Church growth expert and mentor to over 4000 pastors, the late Jack Whitesell, once told me that for every one active volunteer, the church has the ability to effectively minister to 6-8 people! In other words, the church cannot function or grow without volunteers. But volunteers are often difficult to lead and even more difficult to recruit. This is one of the greatest frustrations and problems pastors face. So, here are 10 ways to attract and keep volunteers. 10 Ways to Attract and Keep Volunteers:
- Identify their strengths and find the right fit for them. A volunteers growth potential is unlimited inside their strength zone, however outside of their strengths their growth potential is nil. Therefore, as early as you can try to discover your volunteer recruit's strengths and match them to the appropriate tasks.
- Recruit them with a personal ask. Many believe the best way to recruit volunteers is from the pulpit. In actuality, the most proven method of recruiting is still the personal ask. The majority of individuals will say yes when approached personally and are asked by a trusted individual.
- Tell them the difference they can make by getting involved. Don't just announce a position vacancy. This by itself is not enough to compel most people to become involved. Everybody wants to know that what they are giving their time to is making a difference. When you recruit someone personally, make sure you tell them how they will be making a difference. Often the best way to explain this is with stories and testimonies.
- Resist the urge to be need focused. Don't fill a position with just anybody because there is a need. If you don't have the right person with the right set of skills to fill the position, I have found that it is simply better to not run a program in that area of lack than it is to fill it with the wrong person.
- A positive atmosphere from current volunteers will attract others. Your best recruiters are your current volunteers. Everybody is attracted to places where there is fun and excitement. If your current volunteers are having fun, are positive and excited about their current roles, others will automatically be drawn to join your team. Therefore, it is vital to treat your current volunteers right and to make their job as positive an experience as you can and when you do, you will seldom lack recruits.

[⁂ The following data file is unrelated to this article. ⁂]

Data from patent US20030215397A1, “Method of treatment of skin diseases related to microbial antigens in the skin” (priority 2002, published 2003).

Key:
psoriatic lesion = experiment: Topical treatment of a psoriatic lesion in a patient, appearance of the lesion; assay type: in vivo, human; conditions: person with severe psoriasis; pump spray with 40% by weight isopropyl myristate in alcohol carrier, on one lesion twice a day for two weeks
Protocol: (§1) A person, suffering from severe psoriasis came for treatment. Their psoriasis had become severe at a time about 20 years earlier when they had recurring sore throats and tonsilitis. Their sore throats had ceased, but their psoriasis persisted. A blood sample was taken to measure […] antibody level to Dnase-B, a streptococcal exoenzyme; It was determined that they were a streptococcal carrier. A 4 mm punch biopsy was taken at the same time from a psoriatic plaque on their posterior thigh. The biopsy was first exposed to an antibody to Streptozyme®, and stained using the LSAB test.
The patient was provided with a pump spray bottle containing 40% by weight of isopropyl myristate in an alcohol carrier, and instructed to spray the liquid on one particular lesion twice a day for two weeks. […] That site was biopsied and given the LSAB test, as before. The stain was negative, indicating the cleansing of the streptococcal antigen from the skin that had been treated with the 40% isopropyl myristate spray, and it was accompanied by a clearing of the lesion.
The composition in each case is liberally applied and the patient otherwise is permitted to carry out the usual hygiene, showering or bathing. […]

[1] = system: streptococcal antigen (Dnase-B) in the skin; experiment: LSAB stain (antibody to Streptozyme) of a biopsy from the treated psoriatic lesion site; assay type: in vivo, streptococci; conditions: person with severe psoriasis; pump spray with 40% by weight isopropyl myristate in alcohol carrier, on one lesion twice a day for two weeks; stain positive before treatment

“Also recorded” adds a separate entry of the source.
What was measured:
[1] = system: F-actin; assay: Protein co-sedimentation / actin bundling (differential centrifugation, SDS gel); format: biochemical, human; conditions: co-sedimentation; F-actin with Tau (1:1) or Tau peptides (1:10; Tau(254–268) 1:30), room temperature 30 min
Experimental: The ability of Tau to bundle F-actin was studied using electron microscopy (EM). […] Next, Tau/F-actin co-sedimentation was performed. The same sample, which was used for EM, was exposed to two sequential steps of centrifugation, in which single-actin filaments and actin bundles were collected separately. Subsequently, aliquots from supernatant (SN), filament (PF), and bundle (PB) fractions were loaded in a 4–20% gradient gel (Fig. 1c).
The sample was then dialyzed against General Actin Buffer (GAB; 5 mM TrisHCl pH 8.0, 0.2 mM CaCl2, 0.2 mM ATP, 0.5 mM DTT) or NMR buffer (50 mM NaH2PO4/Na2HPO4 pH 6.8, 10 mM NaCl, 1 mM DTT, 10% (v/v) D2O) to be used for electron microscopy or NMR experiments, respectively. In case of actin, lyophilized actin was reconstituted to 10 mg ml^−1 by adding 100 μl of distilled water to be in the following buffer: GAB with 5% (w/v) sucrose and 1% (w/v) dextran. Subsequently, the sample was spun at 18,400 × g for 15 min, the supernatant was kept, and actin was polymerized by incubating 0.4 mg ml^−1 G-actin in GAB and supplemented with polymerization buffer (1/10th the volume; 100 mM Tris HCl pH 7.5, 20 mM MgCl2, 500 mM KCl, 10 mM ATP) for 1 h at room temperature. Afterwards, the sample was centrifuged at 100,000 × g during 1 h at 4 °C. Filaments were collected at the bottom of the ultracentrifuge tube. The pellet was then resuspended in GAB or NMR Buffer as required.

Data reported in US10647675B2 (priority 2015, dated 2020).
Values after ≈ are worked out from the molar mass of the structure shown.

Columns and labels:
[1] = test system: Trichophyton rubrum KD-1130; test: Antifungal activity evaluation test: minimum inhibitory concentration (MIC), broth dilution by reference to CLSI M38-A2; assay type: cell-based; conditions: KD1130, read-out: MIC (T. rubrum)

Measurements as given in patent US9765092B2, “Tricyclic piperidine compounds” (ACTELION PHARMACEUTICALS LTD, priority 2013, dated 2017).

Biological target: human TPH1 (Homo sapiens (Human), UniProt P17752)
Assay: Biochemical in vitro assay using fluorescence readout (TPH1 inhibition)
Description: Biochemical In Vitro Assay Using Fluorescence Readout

- Effectively skill develop the recruited. One of the best ways to keep your current volunteers happy and engaged is with proper training. There is nothing more frustrating than being asked to do a job and then not being adequately equipped to fulfill your duties. Treat your volunteers as you would your most valuable staff (because they are!) and provide the highest quality of training you possibly can.
- Maintain a high motivation of the recruited by celebrating their victories. Catch your volunteers doing something right and then make sure you celebrate them and their achievements! But, I would caution you to reward individuals privately and teams publicly. If you make a habit of rewarding individuals publicly you will create a culture of unhealthy competition among the rest of your volunteers and your efforts to motivated will back fire.
- Link new volunteers to their team and supervisors . Another common frustration among volunteers is problems that arise around communication or the lack of it. It is imperative that your new recruits are clear as to who is their direct overseer. There is nothing more frustrating for a volunteer than receiving direction from multiple sources and being unclear as to which one you are accountable to.
- Provide regular supervision of the deployed. A common practice in churches that frustrate volunteers is that when we find a person to fill a vacant position we think our work is done and assume they will take care of everything from here on out. This causes immense frustration for volunteers because like everyone else, they have a desire to know how they are doing and if they are doing what is expected of them. It is imperative to provide every volunteer with ongoing training, supervision, and feedback.
- Creatively reward the productive. What gets rewarded gets repeated. Volunteers don’t get paid but they don’t work for free either. Find creative ways to reward your volunteers just for the time they willingly give regularly for the cause.
Question: What have you found that helps attract and keep volunteers in your organization?